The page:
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Mobile Health Apps Lack Physician Trust Due to Few Regulations

By Vera Gruessner

- While the number of consumers utilizing mobile health apps and integrating mobile devices in their everyday use continues to remain strong, physician trust of mHealth apps and similar products is still uncertain. For instance, a survey taken last year by digital technology company Quantia shows that, out of 250 physicians polled, 42 percent don’t prescribe mobile health apps to their patients due to lack of oversight and only 37 percent have taken part in assigning a mHealth application.

Mobile Health Apps

Additionally, about one out of five polled doctors never recommend apps to their patients  with the same numbers supposing that it would create too much extraneous patient data. This shows a greater understanding of what physicians are thinking when it comes to the mHealth field and its impact on patient care.

“When a prescription drug goes generic, it has at least 7 years of data about its effectiveness and safety, which gives physicians assurance that patients can use it for self-care. Medical apps have no history of either effectiveness or safety,” Mike Paskavitz, Editor-in-Chief of Quantia, Inc, said in a public statement. “It’s important to note that physicians are still split in opinion on whether they should ‘prescribe’ medical apps to their patients—the main reason being the lack of regulation, especially as the movement to enable self-care is advanced through tools such as medical apps.”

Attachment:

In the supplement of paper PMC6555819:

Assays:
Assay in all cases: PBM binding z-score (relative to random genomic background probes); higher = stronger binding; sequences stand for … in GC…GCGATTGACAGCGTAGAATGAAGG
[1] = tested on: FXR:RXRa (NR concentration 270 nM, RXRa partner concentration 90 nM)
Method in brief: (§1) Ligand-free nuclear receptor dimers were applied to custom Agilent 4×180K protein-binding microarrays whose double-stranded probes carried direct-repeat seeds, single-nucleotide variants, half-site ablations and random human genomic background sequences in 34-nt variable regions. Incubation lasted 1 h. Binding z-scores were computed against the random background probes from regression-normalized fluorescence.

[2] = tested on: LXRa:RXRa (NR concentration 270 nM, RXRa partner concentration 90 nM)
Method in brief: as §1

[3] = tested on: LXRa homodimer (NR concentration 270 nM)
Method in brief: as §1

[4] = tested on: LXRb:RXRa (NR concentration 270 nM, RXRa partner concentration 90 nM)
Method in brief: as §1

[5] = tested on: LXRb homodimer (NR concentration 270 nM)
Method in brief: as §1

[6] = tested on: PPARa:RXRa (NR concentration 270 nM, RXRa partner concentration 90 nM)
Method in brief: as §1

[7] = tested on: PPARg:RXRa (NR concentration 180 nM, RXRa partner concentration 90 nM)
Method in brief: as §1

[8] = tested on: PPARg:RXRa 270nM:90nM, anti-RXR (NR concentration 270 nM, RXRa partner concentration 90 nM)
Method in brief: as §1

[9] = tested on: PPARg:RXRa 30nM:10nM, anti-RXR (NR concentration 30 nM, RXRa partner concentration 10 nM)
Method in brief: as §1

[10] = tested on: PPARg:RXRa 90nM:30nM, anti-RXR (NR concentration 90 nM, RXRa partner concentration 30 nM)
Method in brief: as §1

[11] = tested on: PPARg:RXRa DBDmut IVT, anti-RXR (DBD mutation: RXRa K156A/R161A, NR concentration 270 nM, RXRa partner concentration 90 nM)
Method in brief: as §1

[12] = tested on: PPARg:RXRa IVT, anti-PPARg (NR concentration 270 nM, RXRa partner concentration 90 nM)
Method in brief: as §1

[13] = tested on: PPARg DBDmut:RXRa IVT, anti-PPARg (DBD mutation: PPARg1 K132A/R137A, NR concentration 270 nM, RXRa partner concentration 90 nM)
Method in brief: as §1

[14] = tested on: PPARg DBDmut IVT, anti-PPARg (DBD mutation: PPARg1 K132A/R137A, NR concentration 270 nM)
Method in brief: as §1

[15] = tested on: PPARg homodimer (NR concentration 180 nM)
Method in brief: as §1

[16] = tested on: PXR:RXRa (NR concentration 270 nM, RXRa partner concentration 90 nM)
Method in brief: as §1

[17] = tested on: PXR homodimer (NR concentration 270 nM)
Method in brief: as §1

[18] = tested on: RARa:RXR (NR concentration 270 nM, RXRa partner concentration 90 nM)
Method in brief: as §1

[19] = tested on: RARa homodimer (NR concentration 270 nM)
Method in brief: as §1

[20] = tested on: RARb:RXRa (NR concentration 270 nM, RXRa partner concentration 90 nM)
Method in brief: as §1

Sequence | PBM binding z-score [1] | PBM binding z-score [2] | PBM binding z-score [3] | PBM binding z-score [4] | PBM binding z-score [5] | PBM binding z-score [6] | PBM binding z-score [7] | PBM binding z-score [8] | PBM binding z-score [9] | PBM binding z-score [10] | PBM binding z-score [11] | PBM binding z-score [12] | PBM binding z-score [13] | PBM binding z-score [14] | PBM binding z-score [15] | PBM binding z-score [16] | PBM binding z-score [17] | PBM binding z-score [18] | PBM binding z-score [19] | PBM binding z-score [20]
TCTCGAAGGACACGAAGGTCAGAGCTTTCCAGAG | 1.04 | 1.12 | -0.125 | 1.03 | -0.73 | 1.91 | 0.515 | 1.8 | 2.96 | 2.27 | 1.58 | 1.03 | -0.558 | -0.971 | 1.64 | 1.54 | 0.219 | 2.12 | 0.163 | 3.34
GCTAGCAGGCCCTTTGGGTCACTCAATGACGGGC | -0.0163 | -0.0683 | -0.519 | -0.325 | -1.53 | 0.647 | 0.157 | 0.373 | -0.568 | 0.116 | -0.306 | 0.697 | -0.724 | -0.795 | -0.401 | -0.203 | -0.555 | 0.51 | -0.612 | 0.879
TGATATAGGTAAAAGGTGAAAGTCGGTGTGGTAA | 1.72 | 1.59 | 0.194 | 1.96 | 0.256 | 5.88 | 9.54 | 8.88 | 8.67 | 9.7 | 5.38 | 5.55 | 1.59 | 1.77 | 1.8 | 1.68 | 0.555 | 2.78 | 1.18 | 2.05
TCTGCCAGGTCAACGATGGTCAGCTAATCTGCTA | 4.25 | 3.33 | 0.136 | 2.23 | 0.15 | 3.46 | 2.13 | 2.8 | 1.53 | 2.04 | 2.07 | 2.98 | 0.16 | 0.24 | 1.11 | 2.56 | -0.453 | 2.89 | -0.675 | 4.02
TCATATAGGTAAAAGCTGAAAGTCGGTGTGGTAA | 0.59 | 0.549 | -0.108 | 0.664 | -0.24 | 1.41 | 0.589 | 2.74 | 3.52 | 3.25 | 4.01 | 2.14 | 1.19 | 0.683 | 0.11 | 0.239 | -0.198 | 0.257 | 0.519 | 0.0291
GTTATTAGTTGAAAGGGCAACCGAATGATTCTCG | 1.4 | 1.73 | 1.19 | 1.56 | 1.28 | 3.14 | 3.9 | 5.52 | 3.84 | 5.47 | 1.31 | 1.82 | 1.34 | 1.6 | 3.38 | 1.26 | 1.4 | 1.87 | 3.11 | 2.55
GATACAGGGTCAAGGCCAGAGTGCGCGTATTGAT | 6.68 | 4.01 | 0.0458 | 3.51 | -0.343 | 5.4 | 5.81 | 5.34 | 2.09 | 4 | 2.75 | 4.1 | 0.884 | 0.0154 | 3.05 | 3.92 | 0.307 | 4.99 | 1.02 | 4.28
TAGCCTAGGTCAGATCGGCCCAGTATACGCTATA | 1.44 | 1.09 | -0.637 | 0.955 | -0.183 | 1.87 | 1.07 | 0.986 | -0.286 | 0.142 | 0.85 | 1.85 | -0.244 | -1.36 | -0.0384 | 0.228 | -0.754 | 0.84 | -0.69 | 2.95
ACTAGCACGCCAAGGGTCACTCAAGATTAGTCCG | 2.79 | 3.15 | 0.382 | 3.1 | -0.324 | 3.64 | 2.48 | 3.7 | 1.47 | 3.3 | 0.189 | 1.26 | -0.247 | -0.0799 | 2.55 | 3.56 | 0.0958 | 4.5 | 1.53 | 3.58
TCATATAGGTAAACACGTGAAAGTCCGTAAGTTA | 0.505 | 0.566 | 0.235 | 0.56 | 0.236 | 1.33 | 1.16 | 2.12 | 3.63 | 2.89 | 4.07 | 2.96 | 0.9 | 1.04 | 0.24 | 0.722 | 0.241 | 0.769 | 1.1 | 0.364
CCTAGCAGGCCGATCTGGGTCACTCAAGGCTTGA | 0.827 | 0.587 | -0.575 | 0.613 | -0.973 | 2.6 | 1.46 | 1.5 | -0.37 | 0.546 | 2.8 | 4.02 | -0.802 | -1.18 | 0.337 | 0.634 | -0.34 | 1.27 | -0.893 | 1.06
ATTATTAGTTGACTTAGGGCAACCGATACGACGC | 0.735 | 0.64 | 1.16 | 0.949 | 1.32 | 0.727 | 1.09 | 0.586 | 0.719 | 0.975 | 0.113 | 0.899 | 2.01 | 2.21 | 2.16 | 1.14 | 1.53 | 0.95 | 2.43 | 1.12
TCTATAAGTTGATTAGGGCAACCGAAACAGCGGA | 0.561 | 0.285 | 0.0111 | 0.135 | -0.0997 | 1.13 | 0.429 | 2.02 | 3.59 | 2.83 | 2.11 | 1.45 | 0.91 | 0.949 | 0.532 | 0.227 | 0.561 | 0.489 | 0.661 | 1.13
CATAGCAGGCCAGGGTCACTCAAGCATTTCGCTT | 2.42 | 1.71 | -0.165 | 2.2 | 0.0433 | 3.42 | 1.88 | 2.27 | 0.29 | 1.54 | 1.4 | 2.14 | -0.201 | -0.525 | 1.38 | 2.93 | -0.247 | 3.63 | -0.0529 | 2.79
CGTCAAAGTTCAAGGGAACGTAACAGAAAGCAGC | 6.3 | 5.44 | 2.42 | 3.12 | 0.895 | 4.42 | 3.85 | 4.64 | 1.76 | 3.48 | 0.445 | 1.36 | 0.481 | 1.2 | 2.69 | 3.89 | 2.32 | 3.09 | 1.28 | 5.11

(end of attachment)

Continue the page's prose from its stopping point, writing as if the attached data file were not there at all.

While physicians have not prescribed mobile health apps to their patients in large numbers, doctors have been increasing their own use of mobile devices, according to an infographic from Booz & Company. The infographic describes how doctors are 250 percent more likely to own a tablet than other consumers. Two out of three use tablets for medical care reasons with 40 percent claiming mobile devices reduce the amount of time needed for administrative purposes.

Three years ago, a total of 85 percent of physicians used a smartphone in a professional setting while nearly 40 percent used a web-based and electronic means of communicating with their patients. Alongside physician mHealth use, patients have increased their adoption of mobile health technology through apps, health data access, physician video consultations, and medical websites.

Digital health technologies continue to garner greater attention throughout the medical sector, as there is growing investment among venture capitalists in the field bypassing even the stake in biotechnology, according to Forbes.

“The biggest theme in digital health is the consumerization of the healthcare offering and the consumerization of traditional healthcare in ways that were not thought to be possible,” Donald Jones, the Chief Digital Officer at Scripps Translational Science Institute, told the news source.

Currently, digital strategies are moving forward in multiple pharmaceutical companies, which should assist in clinical and technological initiatives. Along with venture capital investment, the federal government is also putting more stock into digital health technologies. The White House Office of Science and Technology has taken part in supporting a clinical trial in Africa that is tracking Ebola patients through sensors and data analytics.

Clearly, mobile health apps and digital technologies are seeing greater use by physicians and gaining more attention throughout their respective industries.

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